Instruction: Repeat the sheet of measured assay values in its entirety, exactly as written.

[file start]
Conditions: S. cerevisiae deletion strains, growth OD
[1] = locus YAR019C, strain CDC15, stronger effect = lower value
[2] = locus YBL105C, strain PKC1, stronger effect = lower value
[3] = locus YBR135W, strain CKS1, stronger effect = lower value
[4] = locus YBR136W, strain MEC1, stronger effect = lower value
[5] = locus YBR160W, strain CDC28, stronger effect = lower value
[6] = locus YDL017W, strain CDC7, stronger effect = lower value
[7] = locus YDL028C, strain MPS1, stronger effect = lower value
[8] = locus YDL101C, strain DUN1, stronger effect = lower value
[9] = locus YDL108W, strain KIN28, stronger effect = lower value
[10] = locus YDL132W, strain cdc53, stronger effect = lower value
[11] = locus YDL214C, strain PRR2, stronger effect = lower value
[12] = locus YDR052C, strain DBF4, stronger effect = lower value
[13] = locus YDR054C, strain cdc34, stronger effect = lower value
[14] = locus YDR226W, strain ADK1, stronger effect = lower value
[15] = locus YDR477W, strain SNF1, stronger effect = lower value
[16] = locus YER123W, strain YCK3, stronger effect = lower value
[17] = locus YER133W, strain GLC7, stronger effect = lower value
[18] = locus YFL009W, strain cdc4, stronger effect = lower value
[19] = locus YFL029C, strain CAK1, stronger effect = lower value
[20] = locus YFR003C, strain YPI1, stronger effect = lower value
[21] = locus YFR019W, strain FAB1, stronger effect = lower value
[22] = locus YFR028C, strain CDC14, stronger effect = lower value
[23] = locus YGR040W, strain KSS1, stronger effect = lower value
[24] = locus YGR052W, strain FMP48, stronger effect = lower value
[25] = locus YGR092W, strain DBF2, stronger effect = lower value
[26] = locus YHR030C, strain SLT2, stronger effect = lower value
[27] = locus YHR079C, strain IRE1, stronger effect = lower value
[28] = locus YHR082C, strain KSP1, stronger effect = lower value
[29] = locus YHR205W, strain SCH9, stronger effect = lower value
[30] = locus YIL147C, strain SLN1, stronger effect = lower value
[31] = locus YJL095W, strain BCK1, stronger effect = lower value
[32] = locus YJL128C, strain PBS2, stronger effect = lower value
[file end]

Conditions: S. cerevisiae deletion strains, growth OD
[1] = locus YAR019C, strain CDC15, stronger effect = lower value
[2] = locus YBL105C, strain PKC1, stronger effect = lower value
[3] = locus YBR135W, strain CKS1, stronger effect = lower value
[4] = locus YBR136W, strain MEC1, stronger effect = lower value
[5] = locus YBR160W, strain CDC28, stronger effect = lower value
[6] = locus YDL017W, strain CDC7, stronger effect = lower value
[7] = locus YDL028C, strain MPS1, stronger effect = lower value
[8] = locus YDL101C, strain DUN1, stronger effect = lower value
[9] = locus YDL108W, strain KIN28, stronger effect = lower value
[10] = locus YDL132W, strain cdc53, stronger effect = lower value
[11] = locus YDL214C, strain PRR2, stronger effect = lower value
[12] = locus YDR052C, strain DBF4, stronger effect = lower value
[13] = locus YDR054C, strain cdc34, stronger effect = lower value
[14] = locus YDR226W, strain ADK1, stronger effect = lower value
[15] = locus YDR477W, strain SNF1, stronger effect = lower value
[16] = locus YER123W, strain YCK3, stronger effect = lower value
[17] = locus YER133W, strain GLC7, stronger effect = lower value
[18] = locus YFL009W, strain cdc4, stronger effect = lower value
[19] = locus YFL029C, strain CAK1, stronger effect = lower value
[20] = locus YFR003C, strain YPI1, stronger effect = lower value
[21] = locus YFR019W, strain FAB1, stronger effect = lower value
[22] = locus YFR028C, strain CDC14, stronger effect = lower value
[23] = locus YGR040W, strain KSS1, stronger effect = lower value
[24] = locus YGR052W, strain FMP48, stronger effect = lower value
[25] = locus YGR092W, strain DBF2, stronger effect = lower value
[26] = locus YHR030C, strain SLT2, stronger effect = lower value
[27] = locus YHR079C, strain IRE1, stronger effect = lower value
[28] = locus YHR082C, strain KSP1, stronger effect = lower value
[29] = locus YHR205W, strain SCH9, stronger effect = lower value
[30] = locus YIL147C, strain SLN1, stronger effect = lower value
[31] = locus YJL095W, strain BCK1, stronger effect = lower value
[32] = locus YJL128C, strain PBS2, stronger effect = lower value